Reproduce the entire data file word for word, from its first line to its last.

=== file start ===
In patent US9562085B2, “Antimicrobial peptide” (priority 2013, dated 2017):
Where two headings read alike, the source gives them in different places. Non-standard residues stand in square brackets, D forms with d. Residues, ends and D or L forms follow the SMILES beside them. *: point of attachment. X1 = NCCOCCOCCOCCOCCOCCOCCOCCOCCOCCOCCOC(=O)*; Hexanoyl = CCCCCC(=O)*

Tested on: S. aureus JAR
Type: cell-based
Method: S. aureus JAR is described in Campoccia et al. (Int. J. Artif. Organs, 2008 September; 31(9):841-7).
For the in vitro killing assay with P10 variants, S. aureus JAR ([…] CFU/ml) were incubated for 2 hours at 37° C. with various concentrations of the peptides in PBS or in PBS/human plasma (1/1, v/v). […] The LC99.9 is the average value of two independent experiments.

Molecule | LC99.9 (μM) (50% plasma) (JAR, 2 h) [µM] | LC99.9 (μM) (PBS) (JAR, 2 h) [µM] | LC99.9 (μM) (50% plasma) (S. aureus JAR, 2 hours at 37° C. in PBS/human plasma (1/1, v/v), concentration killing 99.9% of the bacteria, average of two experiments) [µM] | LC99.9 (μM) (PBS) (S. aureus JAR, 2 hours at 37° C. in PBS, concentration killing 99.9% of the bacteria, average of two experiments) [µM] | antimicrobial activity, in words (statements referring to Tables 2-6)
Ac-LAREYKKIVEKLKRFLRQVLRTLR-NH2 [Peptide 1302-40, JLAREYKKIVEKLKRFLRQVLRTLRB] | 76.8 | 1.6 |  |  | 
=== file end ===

In patent US9562085B2, “Antimicrobial peptide” (priority 2013, dated 2017):
Where two headings read alike, the source gives them in different places. Non-standard residues stand in square brackets, D forms with d. Residues, ends and D or L forms follow the SMILES beside them. *: point of attachment. X1 = NCCOCCOCCOCCOCCOCCOCCOCCOCCOCCOCCOC(=O)*; Hexanoyl = CCCCCC(=O)*

Tested on: S. aureus JAR
Type: cell-based
Method: S. aureus JAR is described in Campoccia et al. (Int. J. Artif. Organs, 2008 September; 31(9):841-7).
For the in vitro killing assay with P10 variants, S. aureus JAR ([…] CFU/ml) were incubated for 2 hours at 37° C. with various concentrations of the peptides in PBS or in PBS/human plasma (1/1, v/v). […] The LC99.9 is the average value of two independent experiments.

Molecule | LC99.9 (μM) (50% plasma) (JAR, 2 h) [µM] | LC99.9 (μM) (PBS) (JAR, 2 h) [µM] | LC99.9 (μM) (50% plasma) (S. aureus JAR, 2 hours at 37° C. in PBS/human plasma (1/1, v/v), concentration killing 99.9% of the bacteria, average of two experiments) [µM] | LC99.9 (μM) (PBS) (S. aureus JAR, 2 hours at 37° C. in PBS, concentration killing 99.9% of the bacteria, average of two experiments) [µM] | antimicrobial activity, in words (statements referring to Tables 2-6)
Ac-LAREYKKIVEKLKRFLRQVLRTLR-NH2 [Peptide 1302-40, JLAREYKKIVEKLKRFLRQVLRTLRB] | 76.8 | 1.6 |  |  | 